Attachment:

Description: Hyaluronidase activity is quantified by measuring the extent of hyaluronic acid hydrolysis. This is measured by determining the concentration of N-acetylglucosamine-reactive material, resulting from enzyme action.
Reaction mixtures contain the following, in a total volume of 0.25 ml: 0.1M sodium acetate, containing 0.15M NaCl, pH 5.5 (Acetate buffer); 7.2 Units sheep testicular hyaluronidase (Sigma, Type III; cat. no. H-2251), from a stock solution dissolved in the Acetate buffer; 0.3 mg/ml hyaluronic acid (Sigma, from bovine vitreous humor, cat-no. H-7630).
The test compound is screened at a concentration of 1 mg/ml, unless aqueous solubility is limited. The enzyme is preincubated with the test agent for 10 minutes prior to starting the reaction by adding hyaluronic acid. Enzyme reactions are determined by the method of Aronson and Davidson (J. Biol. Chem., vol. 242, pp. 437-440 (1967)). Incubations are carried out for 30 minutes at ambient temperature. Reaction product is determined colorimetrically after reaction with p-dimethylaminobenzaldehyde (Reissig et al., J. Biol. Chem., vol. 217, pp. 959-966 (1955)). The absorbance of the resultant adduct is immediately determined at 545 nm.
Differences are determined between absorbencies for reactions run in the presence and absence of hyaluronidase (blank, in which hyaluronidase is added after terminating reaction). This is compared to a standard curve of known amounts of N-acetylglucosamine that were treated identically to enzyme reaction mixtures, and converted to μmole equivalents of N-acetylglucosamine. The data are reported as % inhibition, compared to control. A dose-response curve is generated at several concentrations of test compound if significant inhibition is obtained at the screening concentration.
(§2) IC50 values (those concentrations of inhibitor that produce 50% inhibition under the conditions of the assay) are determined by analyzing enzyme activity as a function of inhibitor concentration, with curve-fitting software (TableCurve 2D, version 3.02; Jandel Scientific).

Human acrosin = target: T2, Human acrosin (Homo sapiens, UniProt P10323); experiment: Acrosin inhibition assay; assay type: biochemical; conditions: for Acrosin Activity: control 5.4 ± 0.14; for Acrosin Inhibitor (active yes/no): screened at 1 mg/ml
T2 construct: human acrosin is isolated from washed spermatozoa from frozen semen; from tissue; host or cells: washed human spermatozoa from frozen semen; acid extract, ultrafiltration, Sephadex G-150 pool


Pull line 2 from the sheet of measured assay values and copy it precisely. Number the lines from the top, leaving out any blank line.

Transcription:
Reaction mixtures contain the following, in a total volume of 0.25 ml: 0.1M sodium acetate, containing 0.15M NaCl, pH 5.5 (Acetate buffer); 7.2 Units sheep testicular hyaluronidase (Sigma, Type III; cat. no. H-2251), from a stock solution dissolved in the Acetate buffer; 0.3 mg/ml hyaluronic acid (Sigma, from bovine vitreous humor, cat-no. H-7630).